Communication Considerations A-Z™:

Deaf Education

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1) What is Deaf Education?

A composite of:

General Education – Education for all students focusing on: (1) educational standards, content and processes taught, (2) how it is taught, and (3) assessment of learning.

Special Education – Accommodations and modifications to the general education program so students have access to academic and social learning experiences.

Communication Adaptations and Curriculum Additions – Hearing loss related communication alterations (e.g., FM System, American Sign Language) so students have access to the learning and social environment. Curriculum additions will likely vary depending on the student’s preferred method of communication (e.g., speech, auditory training, Deaf studies).

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Each individual student who is deaf or hard of hearing has unique needs that should be considered relative to any or all three categories.  Communication Adaptations and Curriculum Additions could be addressed in both general and special education programs.

2) What are the Issues at the Forefront of Deaf Education?

Each issue listed below exists for several overlapping reasons:

  • Hearing loss is a low-incidence disability - 0.11% of the estimated school-age population and 1.2% of all students with disabilities.
  • Heterogeneity of the population – Examples include: degree and type of hearing loss, age of identification, preferred mode of communication, and educational setting.
  • The field has been fueled by strong emotion, rather than demonstrated efficacy.

Issues

  • Improving educational outcomes, including literacy, numeracy, and employability.
  • Increasing research to establish effective educational practices.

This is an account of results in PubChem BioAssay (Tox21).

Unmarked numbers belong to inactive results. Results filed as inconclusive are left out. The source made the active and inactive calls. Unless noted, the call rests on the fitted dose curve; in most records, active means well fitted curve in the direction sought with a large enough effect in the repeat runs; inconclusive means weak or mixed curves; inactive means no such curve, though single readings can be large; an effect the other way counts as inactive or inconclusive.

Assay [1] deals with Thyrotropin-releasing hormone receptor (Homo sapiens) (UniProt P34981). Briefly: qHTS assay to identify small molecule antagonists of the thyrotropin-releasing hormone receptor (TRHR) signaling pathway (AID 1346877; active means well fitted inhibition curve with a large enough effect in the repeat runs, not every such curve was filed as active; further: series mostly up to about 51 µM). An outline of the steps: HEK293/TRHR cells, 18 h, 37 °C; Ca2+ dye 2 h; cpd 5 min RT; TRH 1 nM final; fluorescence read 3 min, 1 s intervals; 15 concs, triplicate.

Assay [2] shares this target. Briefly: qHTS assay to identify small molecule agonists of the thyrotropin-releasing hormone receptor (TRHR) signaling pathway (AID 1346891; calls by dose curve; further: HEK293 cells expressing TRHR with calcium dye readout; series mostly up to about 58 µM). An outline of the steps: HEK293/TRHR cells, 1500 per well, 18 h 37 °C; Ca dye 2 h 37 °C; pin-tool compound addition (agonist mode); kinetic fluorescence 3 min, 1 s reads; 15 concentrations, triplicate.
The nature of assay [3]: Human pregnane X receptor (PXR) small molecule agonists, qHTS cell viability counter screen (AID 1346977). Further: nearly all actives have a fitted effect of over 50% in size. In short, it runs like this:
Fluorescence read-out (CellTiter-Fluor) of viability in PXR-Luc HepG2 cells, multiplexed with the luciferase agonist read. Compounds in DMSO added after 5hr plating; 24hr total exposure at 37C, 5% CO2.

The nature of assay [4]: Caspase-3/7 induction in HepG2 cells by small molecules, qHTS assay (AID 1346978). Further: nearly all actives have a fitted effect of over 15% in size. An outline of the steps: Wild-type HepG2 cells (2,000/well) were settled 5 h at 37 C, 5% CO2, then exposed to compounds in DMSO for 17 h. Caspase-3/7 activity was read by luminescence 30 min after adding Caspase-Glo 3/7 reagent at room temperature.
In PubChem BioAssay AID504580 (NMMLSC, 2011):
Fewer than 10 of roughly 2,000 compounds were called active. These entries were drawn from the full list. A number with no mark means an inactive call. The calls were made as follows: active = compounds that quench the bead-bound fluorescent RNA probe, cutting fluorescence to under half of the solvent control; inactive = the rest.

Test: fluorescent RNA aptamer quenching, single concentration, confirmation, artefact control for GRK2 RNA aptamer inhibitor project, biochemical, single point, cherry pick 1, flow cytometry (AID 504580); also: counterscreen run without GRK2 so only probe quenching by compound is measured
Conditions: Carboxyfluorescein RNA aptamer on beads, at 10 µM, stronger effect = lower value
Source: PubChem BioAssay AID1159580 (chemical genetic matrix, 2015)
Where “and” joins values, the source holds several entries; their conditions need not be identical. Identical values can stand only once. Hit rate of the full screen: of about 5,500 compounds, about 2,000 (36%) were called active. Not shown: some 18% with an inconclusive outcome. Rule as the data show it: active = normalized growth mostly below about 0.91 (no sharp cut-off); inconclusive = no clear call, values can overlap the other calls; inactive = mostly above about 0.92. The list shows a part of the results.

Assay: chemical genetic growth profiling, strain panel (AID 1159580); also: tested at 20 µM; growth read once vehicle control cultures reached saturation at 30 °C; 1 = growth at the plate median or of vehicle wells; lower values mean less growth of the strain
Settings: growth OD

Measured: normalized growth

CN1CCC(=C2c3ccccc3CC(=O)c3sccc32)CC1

• Providing appropriate educational services for students with additional disabilities and for those who are culturally and/or linguistically diverse.

3) What Should Every Parent and Professional Know About Deaf Education?


These are exciting times because of:

  • Growing awareness that families play the central role in the development of healthy, knowledgeable, and compassionate children.
  • Positive outcomes occurring from newborn hearing screening and early intervention.
  • Higher expectations for students who are deaf or hard of hearing.
  • Increased access to educational and community activities for individuals who are deaf or hard of hearing.
  • Improved technology – better-quality hearing aids, cochlear implants, videophones, and the Internet.
  • Successful deaf adults – some sign, some speak, and some sign and speak.
  • Desire to conduct more and better research on educational practices.

4) Deaf Education Resources

Moores, D.F., & Martin, D.S. (Eds.). (2006). Deaf learners: Developments in curriculum and instruction. Washington, DC: Gallaudet University Press.

National Association of State Directors of Special Education, Inc. (2006). Meeting the needs of students who are deaf or hard of hearing: Educational service guidelines. Alexandria, VA: Author.

Rittenhouse, R.K. (Ed.). (2004). Deaf education at the dawn of the 21st century: Old challenges, new directions. Hillsboro, OR: Butte Publications, Inc.

Stewart, D.A., & Kluwin, T.N. (2001). Teaching deaf and hard of hearing students: Content, strategies and curriculum. Boston: Allyn and Bacon.

The National Agenda: Moving forward on achieving educational equality for deaf and hard of hearing students (April, 2005). Available at
http://www.ndepnow.org/agenda/agenda.htm

Author:

John L. Luckner, Ed.D. is a professor in the School of Special Education at the University of Northern Colorado. His current research interests include literacy, assessment, and the provision of appropriate services for students who are deaf or hard of hearing.  Address: John Luckner, University of Northern Colorado, Campus Box 141, Greeley, CO 80639-0248; email: john.luckner@unco.edu

 

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* Communication Considerations A to Z™ is a series from Hands & Voices that's designed to help families and the professionals working with them access information and further resources to assist them in raising and educating children who are deaf or hard of hearing.  We've recruited some of the best in the business to share their insights on the many diverse considerations that play into communication modes & methods, and so many other variables that are part of informed decision making.  We hope you find the time to read them all!

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